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    Hey, man, don't feel self-conscious just yet.  You're definitely on my radar--there are just a LOT of games out right now.  Yours was one of the entries I saw that made me think, "thank God he's not in the RPG category."  Unless I run into some issues with it, you can expect some detailed feedback from me within the week.  Sunken Spire's next on my list.
     
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  17. Matseb2611

    Matseb2611 Innovate, don't emulate Veteran

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    I've tried out a number of games already. Although I've tried many of these prior to the final submission, this is something I'm going to keep in mind in the scores, so I won't base these on the minor bugs which would've been fixed in the final version, but more on whether the game captivated my interest and kept me engaged, how good the atmosphere was, how well the visuals and music worked together, how fun the game mechanics were, and so on. I'm also basing the score on the game's current state and content, so I can't base it on what the game can potentially be in the future, though I might update the reviews if I get to try the future revisions of the game.

    I'm posting honest reviews here. Just to note in advance, I do not want to slam any game or to discourage any developers. Instead I hope this feedback proves useful. These are just short reviews. The longer ones I've left on the respective game threads.

    Goblin Noir - A great idea to play as a character who isn't human but in a non-fantasy setting so to speak. So far the game doesn't have all that much content, but the idea seems very promising and I really loved the verbal battle system. 4/5 though the score could get higher as more of the game is made.

    Ashworth - A well-executed atmosphere and a healthy number of jump scares are ought to make you jump out of your seat and to feel uneasy by the time you've completed the game. Although the horror element is lost a bit in late stages when there are lots of battles with the monsters, the game still keeps you playing to the end to find out what's going on all along. If you like horror and/or PVGames art style, you should check this out. 4/5

    Egbert - I don't think there's a thread on this game here, but I came across this on RMN and the idea of playing as a vampire's son seemed rather interesting. The game's visuals give a great atmosphere to its gothic setting whilst the story is kept mostly lighthearted. Admittedly I haven't managed to get to the end of this due to being stuck in one of the dungeons, but from what I've played so far it's not bad and worth a try. 3/5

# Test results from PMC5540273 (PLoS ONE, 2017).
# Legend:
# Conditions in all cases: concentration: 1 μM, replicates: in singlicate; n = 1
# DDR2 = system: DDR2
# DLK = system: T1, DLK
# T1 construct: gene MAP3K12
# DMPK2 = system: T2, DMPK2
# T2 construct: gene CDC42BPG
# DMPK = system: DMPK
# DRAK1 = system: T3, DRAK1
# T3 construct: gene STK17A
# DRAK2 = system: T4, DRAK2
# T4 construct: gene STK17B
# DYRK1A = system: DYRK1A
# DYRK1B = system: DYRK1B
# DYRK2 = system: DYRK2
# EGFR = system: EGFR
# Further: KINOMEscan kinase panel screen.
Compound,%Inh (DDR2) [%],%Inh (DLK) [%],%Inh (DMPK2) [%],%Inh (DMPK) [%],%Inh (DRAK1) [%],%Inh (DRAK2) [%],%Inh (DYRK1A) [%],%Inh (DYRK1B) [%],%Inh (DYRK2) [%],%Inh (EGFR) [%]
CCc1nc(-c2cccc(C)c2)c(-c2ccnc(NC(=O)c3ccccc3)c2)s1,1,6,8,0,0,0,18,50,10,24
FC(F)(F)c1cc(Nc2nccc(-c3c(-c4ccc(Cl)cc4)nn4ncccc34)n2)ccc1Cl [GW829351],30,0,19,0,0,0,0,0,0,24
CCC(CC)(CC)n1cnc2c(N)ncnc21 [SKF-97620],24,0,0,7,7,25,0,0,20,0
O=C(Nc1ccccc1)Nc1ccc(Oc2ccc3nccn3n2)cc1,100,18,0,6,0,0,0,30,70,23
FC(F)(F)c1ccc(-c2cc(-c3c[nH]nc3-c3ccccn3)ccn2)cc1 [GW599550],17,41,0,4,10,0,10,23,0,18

Jungle Rescue - I really liked the setting of this game and the concept. The stealth aspects of the game are done pretty well, though there have been a lot of times where I simply had to close the game and start over from a previous save due to failing not to be seen so many times, and fighting enemies directly is usually very undesirable. I admit I got frustrated a few times, but maybe because I am bad at stealth games. Those who do like stealth games might enjoy this more. 3/5

    Disaster on Aero VI - The idea of being aboard a spaceship was pretty much what got me to try the game. The puzzle mechanics are done really well and there's a lot of technical knowledge involved, which clearly shows the developer has done the research, but my main gripe is that the game often feels confusing and unrewarding. Getting things right never really brought forth any reward. I think this game can be made good with some updates and some players might really dig this, but it's not so much for me. 2.5/5

    Beyond Reality - First of, it must be very hard to come up with an entire story that will fit in an hour and plays like an RPG, but this game does this very successfully. Though it doesn't necessarily excel at any aspect, it's a nice game that doesn't really have any gameplay issues and introduces some interesting characters in the process. Some of the pacing could use some work, and the dialogue was a little strange at times, though it seems to me anime lovers might be more into a game like this where dialogue is kept to a less serious tone. I'd say this game is worth a try. 3.5/5

    Vultures - A rather fun arena hack and slash with a really beautiful art style. At the moment there isn't all that much to this game, but with future updates this could be very promising. 3.5/5

    Aesparia: The Fallen - This game really blew me away. It managed to be strong in every aspect - an incredibly fun battle system that requires strategy, brilliant level design with nice visuals, and fantastic music choices. The game builds up to a climax at the end really well, and aside from a script error (which has now been fixed) there haven't been any problems with it at all. I don't see there being much point to reserve a 5 star rating for some unattainable idea of perfection, so I shall give this game a full 5/5.

    Earth Under Attack - A side-scroller space shooter created in RPG maker VX Ace? Sounds unbelievable, but it's true. This game really does shine with its fun gameplay mechanics, a nice art style, and a crazy (yet doable) level of challenge. I think this game has a potential to score higher and to be one of the best entries, though at the moment it has a number of bugs, one of which prevents the players from getting past a certain point in the game, and so I'll have to keep the score fair and to give it a 4/5 as it is in the current state.